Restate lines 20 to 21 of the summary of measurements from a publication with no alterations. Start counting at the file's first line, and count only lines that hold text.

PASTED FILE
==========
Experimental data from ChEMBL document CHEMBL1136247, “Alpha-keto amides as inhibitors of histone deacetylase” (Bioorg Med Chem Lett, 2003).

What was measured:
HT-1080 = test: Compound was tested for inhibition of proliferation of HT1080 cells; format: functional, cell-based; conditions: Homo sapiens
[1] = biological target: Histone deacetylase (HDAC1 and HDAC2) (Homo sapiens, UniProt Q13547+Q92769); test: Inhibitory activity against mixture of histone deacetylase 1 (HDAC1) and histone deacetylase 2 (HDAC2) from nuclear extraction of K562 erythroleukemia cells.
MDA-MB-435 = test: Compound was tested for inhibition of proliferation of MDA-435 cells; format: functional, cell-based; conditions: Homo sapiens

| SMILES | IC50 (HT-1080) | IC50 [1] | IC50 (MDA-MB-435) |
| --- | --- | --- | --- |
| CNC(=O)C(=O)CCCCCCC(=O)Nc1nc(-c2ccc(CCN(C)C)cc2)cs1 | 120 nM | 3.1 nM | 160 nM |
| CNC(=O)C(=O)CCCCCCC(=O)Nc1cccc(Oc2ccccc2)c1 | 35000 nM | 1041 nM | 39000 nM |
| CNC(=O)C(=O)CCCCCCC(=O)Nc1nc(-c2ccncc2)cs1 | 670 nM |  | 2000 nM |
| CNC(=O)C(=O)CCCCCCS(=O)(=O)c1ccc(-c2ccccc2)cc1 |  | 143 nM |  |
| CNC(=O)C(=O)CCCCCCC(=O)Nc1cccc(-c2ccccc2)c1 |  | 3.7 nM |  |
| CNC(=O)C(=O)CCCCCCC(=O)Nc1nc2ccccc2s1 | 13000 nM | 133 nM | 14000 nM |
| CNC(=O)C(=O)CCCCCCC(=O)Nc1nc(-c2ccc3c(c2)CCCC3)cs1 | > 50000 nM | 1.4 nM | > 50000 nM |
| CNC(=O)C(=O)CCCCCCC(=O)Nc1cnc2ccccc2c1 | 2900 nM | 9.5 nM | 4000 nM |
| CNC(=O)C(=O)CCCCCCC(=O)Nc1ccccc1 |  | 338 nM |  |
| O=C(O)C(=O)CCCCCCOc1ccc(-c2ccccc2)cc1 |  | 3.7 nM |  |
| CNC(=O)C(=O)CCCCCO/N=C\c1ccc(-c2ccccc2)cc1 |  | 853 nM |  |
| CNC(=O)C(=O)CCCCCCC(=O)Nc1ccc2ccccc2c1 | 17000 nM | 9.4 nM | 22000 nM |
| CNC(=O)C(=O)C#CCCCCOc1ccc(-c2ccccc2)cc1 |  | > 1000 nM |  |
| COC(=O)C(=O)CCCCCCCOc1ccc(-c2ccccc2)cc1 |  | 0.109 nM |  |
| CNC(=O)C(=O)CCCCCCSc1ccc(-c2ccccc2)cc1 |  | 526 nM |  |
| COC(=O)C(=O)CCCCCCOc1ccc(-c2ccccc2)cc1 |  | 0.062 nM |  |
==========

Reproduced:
| CNC(=O)C(=O)C#CCCCCOc1ccc(-c2ccccc2)cc1 |  | > 1000 nM |  |
| COC(=O)C(=O)CCCCCCCOc1ccc(-c2ccccc2)cc1 |  | 0.109 nM |  |